Klout is but one way to measure a person’s influence in cyberspace, and a new player is looking to fire up the game with an emphasis on the popularity of entertainment personalities.
Singapore-based Starcount, as its name suggests, collects data from 11 major social networks in the world, such as Facebook, Twitter, YouTube, and Sina Weibo, and measures how popular your favourite movie star or popular figure is on social media.
The result: chart after chart of the world’s most popular people, which the user can sort according to territory and category. In Singapore, for example, JJ Lin was the most popular in “social media” at an unveiling event a fortnight ago and the Workers’ Party the most popular in “politics”. Those at the top might not stay there for long, though — the charts are updated daily. …
Singapore is the most facebooked nation in the world.
So says web analytics company Experian Hitwise, who samples global web traffic data for marketing insights.
In a recently released 2011 report by them that detailed Singaporean’s social habits, it was found that Singaporeans spend a heck of a lot of time on Facebook. According to them, we are the top Facebook users in the world in terms of time spent per session.
Twitter may already possess a large portion of the pie serving up bite-sized pieces of information, but a bunch of developers based in Singapore is taking square aim at the micro-blogging service with a location-based twist.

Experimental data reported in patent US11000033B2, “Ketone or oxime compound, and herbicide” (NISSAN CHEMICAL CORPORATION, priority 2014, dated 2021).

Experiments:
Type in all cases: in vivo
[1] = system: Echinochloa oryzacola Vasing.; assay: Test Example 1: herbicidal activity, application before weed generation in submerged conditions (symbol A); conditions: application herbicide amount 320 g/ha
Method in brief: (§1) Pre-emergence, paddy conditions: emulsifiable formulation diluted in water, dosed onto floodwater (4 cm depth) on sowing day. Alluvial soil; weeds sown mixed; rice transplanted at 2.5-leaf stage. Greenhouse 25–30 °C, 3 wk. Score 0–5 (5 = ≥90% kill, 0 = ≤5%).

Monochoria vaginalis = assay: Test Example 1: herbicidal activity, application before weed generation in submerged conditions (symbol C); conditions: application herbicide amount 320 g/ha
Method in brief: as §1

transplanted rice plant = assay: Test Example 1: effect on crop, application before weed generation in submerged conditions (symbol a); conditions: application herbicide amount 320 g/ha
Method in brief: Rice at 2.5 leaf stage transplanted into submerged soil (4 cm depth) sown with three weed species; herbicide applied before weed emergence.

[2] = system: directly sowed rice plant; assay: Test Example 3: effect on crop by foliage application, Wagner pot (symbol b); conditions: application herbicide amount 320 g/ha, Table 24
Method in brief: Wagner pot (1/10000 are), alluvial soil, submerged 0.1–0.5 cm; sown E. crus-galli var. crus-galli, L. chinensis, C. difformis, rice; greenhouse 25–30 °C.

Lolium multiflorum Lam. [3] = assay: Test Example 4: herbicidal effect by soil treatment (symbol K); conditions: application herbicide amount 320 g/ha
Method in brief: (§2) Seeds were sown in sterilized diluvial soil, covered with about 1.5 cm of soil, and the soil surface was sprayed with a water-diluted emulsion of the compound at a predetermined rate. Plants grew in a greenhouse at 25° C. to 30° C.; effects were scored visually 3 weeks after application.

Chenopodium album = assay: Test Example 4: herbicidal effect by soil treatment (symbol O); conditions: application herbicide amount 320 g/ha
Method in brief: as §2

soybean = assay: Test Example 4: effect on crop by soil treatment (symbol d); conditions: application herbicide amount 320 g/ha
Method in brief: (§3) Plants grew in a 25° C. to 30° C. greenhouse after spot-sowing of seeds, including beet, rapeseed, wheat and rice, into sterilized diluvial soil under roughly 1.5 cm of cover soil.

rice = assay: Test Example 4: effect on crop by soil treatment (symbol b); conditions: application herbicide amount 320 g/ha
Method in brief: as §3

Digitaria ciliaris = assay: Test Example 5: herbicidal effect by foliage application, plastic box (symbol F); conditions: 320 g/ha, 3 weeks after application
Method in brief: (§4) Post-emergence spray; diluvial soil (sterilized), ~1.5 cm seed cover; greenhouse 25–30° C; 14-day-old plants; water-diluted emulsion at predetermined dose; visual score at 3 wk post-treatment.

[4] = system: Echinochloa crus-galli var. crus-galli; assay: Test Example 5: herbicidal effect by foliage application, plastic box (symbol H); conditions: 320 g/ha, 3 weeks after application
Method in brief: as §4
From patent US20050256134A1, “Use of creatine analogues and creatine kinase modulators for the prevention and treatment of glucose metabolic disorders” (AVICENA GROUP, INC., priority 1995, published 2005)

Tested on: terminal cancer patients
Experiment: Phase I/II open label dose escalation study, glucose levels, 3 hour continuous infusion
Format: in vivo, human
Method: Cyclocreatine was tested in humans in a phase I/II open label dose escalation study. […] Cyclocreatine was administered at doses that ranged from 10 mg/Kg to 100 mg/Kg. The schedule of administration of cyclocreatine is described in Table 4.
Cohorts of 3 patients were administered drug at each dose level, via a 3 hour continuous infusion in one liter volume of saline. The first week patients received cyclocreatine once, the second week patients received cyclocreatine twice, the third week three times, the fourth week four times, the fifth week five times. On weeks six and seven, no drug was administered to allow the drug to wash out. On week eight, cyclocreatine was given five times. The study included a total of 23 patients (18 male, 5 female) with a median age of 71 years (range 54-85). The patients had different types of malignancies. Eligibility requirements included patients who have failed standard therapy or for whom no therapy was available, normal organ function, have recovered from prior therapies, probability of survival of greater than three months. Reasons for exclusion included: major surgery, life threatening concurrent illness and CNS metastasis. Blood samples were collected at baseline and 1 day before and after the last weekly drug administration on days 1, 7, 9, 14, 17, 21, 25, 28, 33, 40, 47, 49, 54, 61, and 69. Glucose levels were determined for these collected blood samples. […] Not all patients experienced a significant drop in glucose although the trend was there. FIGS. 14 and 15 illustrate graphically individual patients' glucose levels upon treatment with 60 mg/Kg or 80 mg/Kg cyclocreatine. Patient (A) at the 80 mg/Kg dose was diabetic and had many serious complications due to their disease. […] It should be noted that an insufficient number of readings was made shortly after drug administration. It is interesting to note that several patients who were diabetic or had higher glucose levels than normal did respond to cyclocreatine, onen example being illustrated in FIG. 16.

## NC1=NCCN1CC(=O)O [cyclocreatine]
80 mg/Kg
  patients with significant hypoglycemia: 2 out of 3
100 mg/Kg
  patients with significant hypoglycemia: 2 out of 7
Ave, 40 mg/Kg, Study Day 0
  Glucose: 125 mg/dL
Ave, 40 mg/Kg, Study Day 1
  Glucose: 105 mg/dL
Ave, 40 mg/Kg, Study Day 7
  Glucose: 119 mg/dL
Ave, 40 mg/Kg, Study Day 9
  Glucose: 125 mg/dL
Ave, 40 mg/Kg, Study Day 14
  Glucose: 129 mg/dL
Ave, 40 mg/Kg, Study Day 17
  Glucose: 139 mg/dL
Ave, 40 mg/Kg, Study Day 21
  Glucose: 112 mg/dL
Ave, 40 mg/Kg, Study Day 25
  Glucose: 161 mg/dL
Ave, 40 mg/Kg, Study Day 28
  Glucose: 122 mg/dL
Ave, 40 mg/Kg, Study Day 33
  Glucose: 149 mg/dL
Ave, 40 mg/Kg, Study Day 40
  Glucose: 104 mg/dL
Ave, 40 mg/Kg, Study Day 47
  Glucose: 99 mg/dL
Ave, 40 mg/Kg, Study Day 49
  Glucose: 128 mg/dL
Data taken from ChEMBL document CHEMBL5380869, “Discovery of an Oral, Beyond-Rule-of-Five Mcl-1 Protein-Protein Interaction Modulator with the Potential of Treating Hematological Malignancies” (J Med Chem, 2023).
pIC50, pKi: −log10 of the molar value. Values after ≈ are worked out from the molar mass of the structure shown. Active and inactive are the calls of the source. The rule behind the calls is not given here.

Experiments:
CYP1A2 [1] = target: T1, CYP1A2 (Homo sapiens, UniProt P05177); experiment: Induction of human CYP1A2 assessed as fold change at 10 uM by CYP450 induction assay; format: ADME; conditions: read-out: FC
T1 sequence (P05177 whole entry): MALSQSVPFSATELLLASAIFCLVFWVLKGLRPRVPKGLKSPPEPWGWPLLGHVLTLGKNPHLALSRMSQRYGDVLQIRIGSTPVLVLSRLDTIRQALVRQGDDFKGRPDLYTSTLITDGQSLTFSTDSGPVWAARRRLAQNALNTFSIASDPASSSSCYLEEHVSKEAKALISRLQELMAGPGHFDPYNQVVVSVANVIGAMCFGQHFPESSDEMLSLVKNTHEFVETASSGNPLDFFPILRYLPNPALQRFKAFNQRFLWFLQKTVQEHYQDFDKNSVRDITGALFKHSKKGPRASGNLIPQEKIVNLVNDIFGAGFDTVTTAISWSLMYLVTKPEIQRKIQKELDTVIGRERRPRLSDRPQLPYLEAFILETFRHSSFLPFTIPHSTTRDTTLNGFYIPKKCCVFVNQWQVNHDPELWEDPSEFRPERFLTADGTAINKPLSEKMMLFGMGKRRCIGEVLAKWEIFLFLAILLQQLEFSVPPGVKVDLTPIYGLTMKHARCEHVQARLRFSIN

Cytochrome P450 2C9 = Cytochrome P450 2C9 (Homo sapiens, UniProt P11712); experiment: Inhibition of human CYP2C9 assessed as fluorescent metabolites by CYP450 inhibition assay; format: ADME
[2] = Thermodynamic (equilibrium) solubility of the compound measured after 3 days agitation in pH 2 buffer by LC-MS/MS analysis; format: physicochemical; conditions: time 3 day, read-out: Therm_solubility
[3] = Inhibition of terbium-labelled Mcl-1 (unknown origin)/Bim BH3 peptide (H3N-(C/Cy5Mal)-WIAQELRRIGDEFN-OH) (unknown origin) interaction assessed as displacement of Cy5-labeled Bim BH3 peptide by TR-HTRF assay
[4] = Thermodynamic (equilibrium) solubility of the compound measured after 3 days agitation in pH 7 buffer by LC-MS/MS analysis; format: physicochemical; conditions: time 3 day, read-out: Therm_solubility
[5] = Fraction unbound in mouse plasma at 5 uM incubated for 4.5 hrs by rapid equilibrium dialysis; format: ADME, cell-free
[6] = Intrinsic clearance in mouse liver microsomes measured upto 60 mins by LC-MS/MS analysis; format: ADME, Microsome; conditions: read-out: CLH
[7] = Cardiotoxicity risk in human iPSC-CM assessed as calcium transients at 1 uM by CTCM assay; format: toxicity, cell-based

Like Twitter, the app lets users feature – or feecha – an event or an object that’s close to him/her, which friends of that user can discover. Unlike Twitter, however, these feechas are all visualised on a map, and are colour-coded based on popularity.
It is currently possible to add your location to a tweet, but Twitter treats that as a secondary and optional feature. Feecha seeks to highlight that very feature and make it central to the app’s experience. …
Social media has the power to change the world. It allows people with the same shared beliefs to come together and marshal grassroot support for causes.
It could be used to organize protests, campaign for beliefs, or even used to promote giving back to community.
One such great example of the latter is Twestival, a global phenomenon that started two years earlier in 2009. Twestival is an event in which people organize organic grassroot fundraisers using twitter to give to charities all over the world in a single day.
For 2011, that day was last week on March 24th. In Singapore, volunteers here picked CARE, a charitable agency which aims to help youths at risk, as the beneficiary.
A series of massive earthquakes hit Japan at 5.45 GMT today, causing widespread devastation in the form of landslides, floods and even a 4-metre high tsunami. If you have family and friends in Japan, and want to keep track of everything that is happening, here are a few ways to do so:
Google’s Person Finder The search giant launched “Person Finder: 2011 Japan Earthquake” shortly after the earthquake hit. The Web-based app allows you to look for a person by searching his name, and, should there not be a result, let you create a new record for a missing person. The service is available in both Japanese and English, and should be very handy for those trying to locate a loved one.